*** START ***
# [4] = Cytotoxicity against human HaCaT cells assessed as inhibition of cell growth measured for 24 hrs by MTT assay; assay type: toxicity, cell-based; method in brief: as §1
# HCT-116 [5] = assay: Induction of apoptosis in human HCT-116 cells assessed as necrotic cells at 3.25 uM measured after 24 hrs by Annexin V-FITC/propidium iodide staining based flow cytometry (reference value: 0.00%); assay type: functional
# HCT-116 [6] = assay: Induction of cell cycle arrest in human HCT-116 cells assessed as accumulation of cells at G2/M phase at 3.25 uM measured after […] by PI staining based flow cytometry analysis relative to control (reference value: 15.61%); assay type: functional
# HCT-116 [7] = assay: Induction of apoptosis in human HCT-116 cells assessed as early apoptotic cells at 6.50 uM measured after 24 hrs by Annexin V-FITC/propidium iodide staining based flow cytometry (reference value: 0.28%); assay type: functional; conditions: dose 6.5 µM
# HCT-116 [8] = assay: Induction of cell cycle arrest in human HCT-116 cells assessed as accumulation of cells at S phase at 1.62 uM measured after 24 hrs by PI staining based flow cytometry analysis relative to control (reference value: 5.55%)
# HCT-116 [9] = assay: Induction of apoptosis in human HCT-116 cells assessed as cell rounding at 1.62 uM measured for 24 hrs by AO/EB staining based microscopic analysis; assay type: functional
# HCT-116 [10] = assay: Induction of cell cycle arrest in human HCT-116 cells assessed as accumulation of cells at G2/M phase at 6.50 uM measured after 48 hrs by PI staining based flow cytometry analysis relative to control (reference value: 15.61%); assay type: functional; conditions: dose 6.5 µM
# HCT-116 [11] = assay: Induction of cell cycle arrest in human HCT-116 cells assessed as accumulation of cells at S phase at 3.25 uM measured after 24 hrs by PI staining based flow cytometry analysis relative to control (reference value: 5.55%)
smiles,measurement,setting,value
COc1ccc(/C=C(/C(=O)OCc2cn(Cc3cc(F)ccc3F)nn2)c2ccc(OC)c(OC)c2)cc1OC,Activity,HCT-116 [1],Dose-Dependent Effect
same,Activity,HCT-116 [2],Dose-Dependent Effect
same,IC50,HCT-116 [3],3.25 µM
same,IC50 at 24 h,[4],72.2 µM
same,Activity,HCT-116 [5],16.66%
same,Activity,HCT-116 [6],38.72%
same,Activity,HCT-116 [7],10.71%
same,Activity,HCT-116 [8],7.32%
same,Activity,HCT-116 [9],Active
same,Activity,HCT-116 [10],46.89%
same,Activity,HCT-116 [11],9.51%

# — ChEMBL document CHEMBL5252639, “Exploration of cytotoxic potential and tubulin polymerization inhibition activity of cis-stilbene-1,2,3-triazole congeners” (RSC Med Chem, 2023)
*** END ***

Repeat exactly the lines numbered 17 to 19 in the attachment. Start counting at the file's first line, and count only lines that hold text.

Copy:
same,Activity,HCT-116 [8],7.32%
same,Activity,HCT-116 [9],Active
same,Activity,HCT-116 [10],46.89%